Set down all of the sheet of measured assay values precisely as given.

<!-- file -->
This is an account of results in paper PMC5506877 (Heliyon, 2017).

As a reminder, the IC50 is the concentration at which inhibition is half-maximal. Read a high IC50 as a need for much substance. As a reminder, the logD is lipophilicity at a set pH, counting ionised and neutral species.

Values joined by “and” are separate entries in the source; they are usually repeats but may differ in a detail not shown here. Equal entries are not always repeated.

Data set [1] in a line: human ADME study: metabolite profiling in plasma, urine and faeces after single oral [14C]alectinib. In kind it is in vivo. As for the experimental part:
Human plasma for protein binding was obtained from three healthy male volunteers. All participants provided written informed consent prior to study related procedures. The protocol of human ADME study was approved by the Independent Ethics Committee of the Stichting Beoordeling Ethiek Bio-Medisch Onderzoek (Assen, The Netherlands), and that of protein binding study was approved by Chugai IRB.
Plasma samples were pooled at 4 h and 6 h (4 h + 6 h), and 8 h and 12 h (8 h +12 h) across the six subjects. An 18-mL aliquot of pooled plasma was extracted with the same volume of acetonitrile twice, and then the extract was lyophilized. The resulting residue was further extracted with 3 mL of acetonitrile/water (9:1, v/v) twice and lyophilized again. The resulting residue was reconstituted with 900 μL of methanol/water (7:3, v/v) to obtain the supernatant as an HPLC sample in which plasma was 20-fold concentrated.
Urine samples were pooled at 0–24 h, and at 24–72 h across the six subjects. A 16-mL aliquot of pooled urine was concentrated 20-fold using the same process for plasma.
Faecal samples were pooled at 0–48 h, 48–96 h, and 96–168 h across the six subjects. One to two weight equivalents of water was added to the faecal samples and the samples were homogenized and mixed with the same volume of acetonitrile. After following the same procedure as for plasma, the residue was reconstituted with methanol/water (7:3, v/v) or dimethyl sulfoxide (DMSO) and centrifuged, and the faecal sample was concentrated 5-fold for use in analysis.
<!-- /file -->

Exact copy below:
This is an account of results in paper PMC5506877 (Heliyon, 2017).

As a reminder, the IC50 is the concentration at which inhibition is half-maximal. Read a high IC50 as a need for much substance. As a reminder, the logD is lipophilicity at a set pH, counting ionised and neutral species.

Values joined by “and” are separate entries in the source; they are usually repeats but may differ in a detail not shown here. Equal entries are not always repeated.

Data set [1] in a line: human ADME study: metabolite profiling in plasma, urine and faeces after single oral [14C]alectinib. In kind it is in vivo. As for the experimental part:
Human plasma for protein binding was obtained from three healthy male volunteers. All participants provided written informed consent prior to study related procedures. The protocol of human ADME study was approved by the Independent Ethics Committee of the Stichting Beoordeling Ethiek Bio-Medisch Onderzoek (Assen, The Netherlands), and that of protein binding study was approved by Chugai IRB.
Plasma samples were pooled at 4 h and 6 h (4 h + 6 h), and 8 h and 12 h (8 h +12 h) across the six subjects. An 18-mL aliquot of pooled plasma was extracted with the same volume of acetonitrile twice, and then the extract was lyophilized. The resulting residue was further extracted with 3 mL of acetonitrile/water (9:1, v/v) twice and lyophilized again. The resulting residue was reconstituted with 900 μL of methanol/water (7:3, v/v) to obtain the supernatant as an HPLC sample in which plasma was 20-fold concentrated.
Urine samples were pooled at 0–24 h, and at 24–72 h across the six subjects. A 16-mL aliquot of pooled urine was concentrated 20-fold using the same process for plasma.
Faecal samples were pooled at 0–48 h, 48–96 h, and 96–168 h across the six subjects. One to two weight equivalents of water was added to the faecal samples and the samples were homogenized and mixed with the same volume of acetonitrile. After following the same procedure as for plasma, the residue was reconstituted with methanol/water (7:3, v/v) or dimethyl sulfoxide (DMSO) and centrifuged, and the faecal sample was concentrated 5-fold for use in analysis.